I have wondered about the meaning of the name Mahabir and why his parents chose the name. A number of ancestry websites list it as a surname derived from the given name Mahavir. In Sanskrit it comes from “maha” meaning great and from “vira” meaning hero…“Great Hero”. Mahabir would never embrace the term but to many Nepali people and to his admirers around the world he is a hero.
I found the name spelled out in Morse code, Marine flags, bar code and sign language. You should try it sometime…look up your name on Poke My Name According to the website Mahabir is the 21,258th most popular name in the USA. Although we can assume it’s more popular in Nepal and India I haven’t come across any other Nepali men by that name during my travels. One web site ranked it midway popular as a first name choice; a place he shares with the likes of Romeo, Rudolf, Baily, Darryl, Walt and my favorite…Frodo.
From here on out I’ll be writing the book. It’s broken into chapters but I’ll just continue to write blog style…
In a mud plastered house, protected by a thickly thatched roof, a baby boy named Mahabir Pun was born in January 1953. He was the first of five children birthed by the wife of a subsistence Magar farmer in the Himalayan village of Nangi in western Nepal. A small landlocked nation, Nepal is surrounded by China to the north and India to the south. A diverse nation Nepal was populated over centuries by great migrations from Tibet, India and Central Asia. Like his ancestors this baby spent his early years living in this small village of a few hundred inhabitants guarded by the massive Himalayan Annapurna and Dhaulgari mountains before moving to the Terai region as a young teen. The beat of everyday life thumped around him and drew him into the fabric of the farming community. Yet something different was in store for this boy. Although he walked the same trails as his ancestors his path rocketed into the future and changed the course of an entire country.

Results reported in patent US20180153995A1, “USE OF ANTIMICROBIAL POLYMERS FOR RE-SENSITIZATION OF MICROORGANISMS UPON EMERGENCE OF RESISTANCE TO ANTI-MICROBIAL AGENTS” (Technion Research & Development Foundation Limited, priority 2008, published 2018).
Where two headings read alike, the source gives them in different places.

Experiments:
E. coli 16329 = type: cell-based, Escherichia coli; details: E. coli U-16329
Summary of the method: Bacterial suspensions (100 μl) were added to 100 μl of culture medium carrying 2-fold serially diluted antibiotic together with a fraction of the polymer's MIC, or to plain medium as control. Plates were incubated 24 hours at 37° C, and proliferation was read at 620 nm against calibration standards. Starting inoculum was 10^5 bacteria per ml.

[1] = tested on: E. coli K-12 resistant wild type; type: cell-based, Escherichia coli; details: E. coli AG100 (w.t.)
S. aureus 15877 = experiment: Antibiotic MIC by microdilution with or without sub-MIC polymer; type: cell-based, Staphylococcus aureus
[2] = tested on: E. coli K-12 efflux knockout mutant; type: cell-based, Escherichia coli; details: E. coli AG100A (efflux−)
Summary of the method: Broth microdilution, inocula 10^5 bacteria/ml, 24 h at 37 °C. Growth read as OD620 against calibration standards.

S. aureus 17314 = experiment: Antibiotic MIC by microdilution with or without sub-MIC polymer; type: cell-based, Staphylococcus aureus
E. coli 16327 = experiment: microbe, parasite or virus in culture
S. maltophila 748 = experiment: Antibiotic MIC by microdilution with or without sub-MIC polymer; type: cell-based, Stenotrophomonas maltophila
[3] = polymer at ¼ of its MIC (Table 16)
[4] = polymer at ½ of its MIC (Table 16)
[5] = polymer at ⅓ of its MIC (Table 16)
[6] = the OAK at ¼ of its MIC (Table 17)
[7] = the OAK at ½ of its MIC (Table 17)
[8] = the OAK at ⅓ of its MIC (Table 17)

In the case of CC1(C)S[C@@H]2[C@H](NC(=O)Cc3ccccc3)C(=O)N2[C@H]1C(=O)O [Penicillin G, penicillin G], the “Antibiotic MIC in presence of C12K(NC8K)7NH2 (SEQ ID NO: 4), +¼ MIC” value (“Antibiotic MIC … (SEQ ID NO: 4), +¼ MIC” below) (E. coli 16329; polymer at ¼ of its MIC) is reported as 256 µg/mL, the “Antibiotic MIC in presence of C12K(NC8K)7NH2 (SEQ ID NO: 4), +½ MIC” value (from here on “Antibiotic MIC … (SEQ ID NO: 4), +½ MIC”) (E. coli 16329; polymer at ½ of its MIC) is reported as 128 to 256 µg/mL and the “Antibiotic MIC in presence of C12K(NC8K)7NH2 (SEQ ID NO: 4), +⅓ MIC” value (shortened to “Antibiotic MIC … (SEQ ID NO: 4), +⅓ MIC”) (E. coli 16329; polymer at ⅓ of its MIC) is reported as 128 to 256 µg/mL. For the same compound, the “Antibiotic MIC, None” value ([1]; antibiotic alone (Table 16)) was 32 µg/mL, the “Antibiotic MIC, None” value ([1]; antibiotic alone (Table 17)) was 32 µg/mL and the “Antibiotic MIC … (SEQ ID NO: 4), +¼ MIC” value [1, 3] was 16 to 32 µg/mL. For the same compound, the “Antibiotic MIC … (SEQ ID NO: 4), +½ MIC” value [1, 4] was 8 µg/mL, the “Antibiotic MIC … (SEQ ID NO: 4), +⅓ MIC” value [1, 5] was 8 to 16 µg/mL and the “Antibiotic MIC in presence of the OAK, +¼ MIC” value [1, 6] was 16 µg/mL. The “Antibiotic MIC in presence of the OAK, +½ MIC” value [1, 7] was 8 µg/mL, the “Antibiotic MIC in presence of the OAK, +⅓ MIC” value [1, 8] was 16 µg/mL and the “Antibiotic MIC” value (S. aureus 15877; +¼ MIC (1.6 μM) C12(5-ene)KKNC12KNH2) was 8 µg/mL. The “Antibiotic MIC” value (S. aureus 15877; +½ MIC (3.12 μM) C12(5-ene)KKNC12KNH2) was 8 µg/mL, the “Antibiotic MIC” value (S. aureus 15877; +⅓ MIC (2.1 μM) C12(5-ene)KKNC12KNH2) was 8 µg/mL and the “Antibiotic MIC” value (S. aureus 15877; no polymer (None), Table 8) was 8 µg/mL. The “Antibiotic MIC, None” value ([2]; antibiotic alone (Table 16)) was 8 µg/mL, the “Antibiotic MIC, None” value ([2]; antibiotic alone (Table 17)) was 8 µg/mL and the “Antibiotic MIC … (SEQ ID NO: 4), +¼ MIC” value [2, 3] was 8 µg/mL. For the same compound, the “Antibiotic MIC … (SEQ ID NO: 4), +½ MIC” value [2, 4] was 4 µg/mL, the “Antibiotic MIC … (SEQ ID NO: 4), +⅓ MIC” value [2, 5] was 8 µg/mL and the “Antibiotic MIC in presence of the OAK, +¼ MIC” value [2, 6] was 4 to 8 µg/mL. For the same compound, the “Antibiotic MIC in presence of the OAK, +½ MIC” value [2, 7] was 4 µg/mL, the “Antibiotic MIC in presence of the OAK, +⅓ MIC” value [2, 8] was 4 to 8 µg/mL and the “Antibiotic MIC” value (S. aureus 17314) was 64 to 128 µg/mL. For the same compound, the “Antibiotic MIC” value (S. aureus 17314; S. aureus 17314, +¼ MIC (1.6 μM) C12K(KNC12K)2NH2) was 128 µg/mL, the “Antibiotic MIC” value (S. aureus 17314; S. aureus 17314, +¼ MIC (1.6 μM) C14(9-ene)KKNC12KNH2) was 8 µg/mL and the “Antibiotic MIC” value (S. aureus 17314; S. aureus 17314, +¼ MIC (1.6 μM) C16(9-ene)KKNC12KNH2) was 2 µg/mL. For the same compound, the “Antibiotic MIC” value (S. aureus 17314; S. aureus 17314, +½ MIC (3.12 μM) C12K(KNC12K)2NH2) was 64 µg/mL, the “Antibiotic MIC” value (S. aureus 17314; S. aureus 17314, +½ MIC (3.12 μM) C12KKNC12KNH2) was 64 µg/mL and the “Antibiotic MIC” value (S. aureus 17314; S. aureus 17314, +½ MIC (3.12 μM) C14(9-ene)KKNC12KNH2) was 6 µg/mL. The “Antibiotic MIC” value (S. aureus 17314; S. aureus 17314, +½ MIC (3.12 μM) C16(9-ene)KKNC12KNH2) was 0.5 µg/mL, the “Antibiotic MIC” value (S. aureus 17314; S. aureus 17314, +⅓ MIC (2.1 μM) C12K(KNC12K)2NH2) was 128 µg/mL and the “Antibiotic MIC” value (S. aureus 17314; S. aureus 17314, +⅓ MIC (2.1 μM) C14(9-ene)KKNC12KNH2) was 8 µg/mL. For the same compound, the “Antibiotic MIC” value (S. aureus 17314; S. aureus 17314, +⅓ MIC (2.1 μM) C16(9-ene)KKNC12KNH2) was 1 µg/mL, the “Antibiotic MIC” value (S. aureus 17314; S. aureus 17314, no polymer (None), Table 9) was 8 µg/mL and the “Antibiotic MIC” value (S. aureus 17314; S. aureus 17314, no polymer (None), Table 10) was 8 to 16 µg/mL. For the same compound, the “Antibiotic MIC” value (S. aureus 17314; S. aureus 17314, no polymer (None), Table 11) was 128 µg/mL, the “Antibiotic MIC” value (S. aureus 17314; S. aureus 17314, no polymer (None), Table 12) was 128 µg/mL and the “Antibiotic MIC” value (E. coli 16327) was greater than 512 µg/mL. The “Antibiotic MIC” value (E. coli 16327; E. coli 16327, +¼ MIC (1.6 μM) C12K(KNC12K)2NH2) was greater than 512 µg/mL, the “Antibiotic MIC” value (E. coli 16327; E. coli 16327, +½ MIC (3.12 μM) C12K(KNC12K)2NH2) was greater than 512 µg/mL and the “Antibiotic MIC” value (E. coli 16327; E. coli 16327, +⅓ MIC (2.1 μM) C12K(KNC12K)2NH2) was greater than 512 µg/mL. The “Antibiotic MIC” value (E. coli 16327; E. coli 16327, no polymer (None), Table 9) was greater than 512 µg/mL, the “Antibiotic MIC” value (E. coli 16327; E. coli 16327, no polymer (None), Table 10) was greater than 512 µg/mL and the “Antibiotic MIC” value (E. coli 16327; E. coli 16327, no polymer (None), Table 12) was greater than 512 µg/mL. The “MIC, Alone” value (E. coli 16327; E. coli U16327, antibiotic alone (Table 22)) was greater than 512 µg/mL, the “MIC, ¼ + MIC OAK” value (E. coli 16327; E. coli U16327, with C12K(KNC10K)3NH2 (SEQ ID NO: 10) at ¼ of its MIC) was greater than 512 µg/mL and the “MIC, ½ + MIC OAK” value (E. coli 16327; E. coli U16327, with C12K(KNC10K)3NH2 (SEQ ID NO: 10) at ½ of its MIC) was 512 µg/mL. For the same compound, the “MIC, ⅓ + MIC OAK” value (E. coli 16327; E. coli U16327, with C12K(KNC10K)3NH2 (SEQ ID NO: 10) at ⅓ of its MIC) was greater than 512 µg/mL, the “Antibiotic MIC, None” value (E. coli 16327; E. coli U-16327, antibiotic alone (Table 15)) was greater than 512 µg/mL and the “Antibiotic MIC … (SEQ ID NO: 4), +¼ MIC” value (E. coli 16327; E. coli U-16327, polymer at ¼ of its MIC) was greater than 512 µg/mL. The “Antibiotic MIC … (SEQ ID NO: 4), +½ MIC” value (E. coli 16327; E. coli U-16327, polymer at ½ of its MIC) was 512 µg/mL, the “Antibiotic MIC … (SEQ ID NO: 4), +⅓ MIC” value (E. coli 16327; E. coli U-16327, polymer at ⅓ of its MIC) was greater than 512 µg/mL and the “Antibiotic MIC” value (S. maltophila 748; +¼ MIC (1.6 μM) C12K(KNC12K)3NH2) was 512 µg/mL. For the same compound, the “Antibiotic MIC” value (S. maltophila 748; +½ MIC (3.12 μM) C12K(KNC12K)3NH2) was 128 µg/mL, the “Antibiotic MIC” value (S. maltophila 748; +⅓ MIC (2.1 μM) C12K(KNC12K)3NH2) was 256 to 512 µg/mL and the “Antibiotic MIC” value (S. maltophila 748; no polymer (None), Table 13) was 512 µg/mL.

Present day Nangi is spread over the top and sides of a wide but steep sided ridge of land, that, along with multiple similar formations, form the mid-hill region of central Nepal. Simply stated Nepal is divided into three topographical regions: the flat tropical Terai region, which lies to the south; the mid hills region which covers about 50% of the country and is known for terraced fields and green landscapes; and the Himalayan region which is home to the highest peaks in the world. It is a country diverse as it’s altitude ranging from 230 feet at Kanchan Kalan to 29028 feet at Mount Everest and it’s inhabitants ranging from humble farmers to the fabled Buddha.
Back in the 1950’s when Mahabir was born his parents lived in what is now known as the old part of Nangi village in the mid hills region of Myagdi District. Carefully terraced fields of corn, millet and wheat surrounded these early homes that were closely clustered for protection and kinship. Like thousands of Nepali villages scattered across the mid hill region of Nepal it clings to the side of the hill just far enough up the side to find suitable land to terrace but not to far from water sources nestled in the high valleys. His father’s land, probably handed down for centuries, was composed of separate plots. Mahabir recalls the land where his home once stood was actually occupied by two homes and shared by multiple family members. I don’t know about you, but I’m finding it hard to imagine exactly which extended family members I would envision co-habitating with if my livelihood depended on it.
I would love to hear your stories…from all around the world. Share memories with your fellow readers about where were you born and an event that characterizes your home life and country. For example, I grew up in north New Jersey….far from the wilds of a country like Nepal, but an empty lot across the street became my Everest for sleigh riding and snow forts during the winter. Join me next week for more of Mahabir Pun and the early years.